There is no shortage of backup software for Windows and most of them are pretty effective and easy to use. Backup4All is yet another backup software for Windows. The thing that make it different from the rest is that it comes with plenty of preset configuration and plugins that you can use to make the backup and restore task much easier. We have a giveaway event for the Backup4All Professional edition ($49.95). Read on for the review and the participation method.
Once installed and run, it will show a popup, also known as the One Touch Screen, that allows you to choose between Backup and Restore. There is also a bunch of shortcut that links you to tutorial to use the app.
Once you are in the main screen, you will be able to either create/run Backup or Restore from previous backup. To get started, click “New” to create a new backup project.
Give this new project a name and select the destination to save the backup file. Other than the standard local drive, you also have the option to backup to an external hard drive, a network drive, a FTP or SFTP server or even burn to CD/DVD. It doesn’t support saving to your cloud drive like Dropbox, Google Drive or Amazon S3, though I do hope that it can add this feature in the future version.
The next step is the best part. You can select which files/folders/settings to backup. The default is Files and Folders where you can add specific folders and files to backup. However, if you are looking to backup your applications, such as Microsoft Outlook, and you have no idea which settings to backup, Backup4All comes with preset configurations (plugins) that you can select and it will automatically backup all the necessary files. Supported applications include Internet Explorer, Firefox, Microsoft Outlook, My Documents, My Pictures, Thunderbird and Windows Mail. You can also download extra plugins to complete the list.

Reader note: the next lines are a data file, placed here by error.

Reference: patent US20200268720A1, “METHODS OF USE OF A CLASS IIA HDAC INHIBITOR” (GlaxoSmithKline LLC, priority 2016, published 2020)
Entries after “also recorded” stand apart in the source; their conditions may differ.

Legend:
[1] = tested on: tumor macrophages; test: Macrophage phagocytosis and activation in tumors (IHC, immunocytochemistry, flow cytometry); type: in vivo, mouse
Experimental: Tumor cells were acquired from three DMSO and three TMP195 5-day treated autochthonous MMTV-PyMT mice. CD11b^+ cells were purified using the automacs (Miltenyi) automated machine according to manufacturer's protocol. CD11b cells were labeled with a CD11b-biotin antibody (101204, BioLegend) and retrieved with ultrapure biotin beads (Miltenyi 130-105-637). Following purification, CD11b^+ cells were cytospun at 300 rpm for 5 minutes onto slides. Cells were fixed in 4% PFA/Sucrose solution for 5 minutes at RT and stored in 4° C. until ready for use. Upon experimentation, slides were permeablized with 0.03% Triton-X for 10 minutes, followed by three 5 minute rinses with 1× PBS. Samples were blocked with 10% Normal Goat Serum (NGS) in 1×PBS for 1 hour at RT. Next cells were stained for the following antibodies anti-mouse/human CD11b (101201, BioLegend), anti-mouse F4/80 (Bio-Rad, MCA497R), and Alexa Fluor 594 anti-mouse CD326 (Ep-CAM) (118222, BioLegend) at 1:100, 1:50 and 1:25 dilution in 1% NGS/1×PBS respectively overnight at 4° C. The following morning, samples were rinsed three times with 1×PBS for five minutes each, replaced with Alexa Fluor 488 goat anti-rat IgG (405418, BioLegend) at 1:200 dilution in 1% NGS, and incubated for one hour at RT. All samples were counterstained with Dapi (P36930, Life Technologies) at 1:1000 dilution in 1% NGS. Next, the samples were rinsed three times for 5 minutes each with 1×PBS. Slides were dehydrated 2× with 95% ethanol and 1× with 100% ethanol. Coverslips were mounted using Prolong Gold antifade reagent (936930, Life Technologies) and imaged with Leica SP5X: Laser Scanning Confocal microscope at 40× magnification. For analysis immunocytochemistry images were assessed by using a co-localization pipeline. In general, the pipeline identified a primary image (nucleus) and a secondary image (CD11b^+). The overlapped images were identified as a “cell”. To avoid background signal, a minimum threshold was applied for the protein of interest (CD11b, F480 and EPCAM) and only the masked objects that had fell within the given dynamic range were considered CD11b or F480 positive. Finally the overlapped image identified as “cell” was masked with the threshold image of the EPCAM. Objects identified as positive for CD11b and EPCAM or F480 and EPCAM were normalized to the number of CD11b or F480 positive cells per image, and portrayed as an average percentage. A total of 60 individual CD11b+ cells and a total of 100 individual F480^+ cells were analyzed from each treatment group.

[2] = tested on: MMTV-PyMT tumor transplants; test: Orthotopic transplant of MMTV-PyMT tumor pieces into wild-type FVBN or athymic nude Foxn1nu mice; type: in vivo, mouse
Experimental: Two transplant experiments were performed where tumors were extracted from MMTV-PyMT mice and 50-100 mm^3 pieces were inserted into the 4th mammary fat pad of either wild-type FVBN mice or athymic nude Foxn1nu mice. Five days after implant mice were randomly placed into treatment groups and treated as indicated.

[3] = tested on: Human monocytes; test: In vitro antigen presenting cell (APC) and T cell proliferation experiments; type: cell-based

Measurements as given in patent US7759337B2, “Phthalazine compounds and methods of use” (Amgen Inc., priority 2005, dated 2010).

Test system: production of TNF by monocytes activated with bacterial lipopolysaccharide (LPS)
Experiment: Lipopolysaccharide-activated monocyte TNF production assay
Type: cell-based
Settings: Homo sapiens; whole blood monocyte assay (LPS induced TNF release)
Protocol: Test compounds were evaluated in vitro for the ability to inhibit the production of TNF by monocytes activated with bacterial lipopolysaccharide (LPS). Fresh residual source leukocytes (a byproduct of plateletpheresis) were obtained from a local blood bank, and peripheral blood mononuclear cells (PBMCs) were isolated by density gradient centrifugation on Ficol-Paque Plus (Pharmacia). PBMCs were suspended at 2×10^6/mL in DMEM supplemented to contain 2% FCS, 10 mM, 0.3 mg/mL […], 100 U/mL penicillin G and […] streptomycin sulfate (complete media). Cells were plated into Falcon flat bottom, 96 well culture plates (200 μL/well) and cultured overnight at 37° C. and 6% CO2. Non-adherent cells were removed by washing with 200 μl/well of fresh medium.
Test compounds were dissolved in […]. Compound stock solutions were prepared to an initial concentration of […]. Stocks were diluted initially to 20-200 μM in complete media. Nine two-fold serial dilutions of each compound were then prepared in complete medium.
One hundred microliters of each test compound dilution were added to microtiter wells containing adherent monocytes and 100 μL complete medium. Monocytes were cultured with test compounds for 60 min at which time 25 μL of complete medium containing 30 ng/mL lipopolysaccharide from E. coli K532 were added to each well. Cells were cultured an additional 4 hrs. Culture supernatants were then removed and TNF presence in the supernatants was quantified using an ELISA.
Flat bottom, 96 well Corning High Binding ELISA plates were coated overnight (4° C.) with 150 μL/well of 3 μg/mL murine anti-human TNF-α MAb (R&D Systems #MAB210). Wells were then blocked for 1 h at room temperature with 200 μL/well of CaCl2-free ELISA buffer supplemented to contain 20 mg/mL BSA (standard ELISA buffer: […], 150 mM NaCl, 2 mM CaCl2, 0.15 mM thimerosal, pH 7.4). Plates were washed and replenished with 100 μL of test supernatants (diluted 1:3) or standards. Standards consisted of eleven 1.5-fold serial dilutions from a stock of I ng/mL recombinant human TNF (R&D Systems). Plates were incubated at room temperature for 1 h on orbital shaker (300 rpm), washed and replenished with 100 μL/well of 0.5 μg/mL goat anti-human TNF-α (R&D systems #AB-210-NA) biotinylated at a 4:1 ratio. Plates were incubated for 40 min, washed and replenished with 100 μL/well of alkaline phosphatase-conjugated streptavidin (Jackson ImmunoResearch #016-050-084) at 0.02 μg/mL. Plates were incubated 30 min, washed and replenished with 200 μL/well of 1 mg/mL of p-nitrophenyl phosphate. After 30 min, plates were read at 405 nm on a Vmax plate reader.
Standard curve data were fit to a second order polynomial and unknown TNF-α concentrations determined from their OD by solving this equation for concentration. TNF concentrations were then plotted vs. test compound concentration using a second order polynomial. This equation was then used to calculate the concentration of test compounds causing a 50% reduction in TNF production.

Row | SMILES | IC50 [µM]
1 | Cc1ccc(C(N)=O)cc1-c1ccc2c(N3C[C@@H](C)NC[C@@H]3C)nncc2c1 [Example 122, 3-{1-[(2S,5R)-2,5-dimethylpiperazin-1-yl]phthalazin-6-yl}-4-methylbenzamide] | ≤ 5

Once you have finished setting up your backup project, you can either Save or Save and Run.
The first time you run your backup, it will do a full complete backup of the files and folders you have specified. Subsequent backup will be incremental and only backup the modified or new files since the last backup.
In the Properties section, there are plenty of advanced options that you can configure. You can set the compression ratio for the backup file and whether it should be encrypted or not. And if the backup filesize is too big (and doesn’t fit into a DVD), you can even get it to split into different parts.
To make it fully automated, it even comes with a Scheduler feature that allows you to schedule a regular interval for the backup to run automatically.
To conclude, Backup4All is a good backup software that comes with plenty of configuration options and is suitable for both beginner and advanced users.
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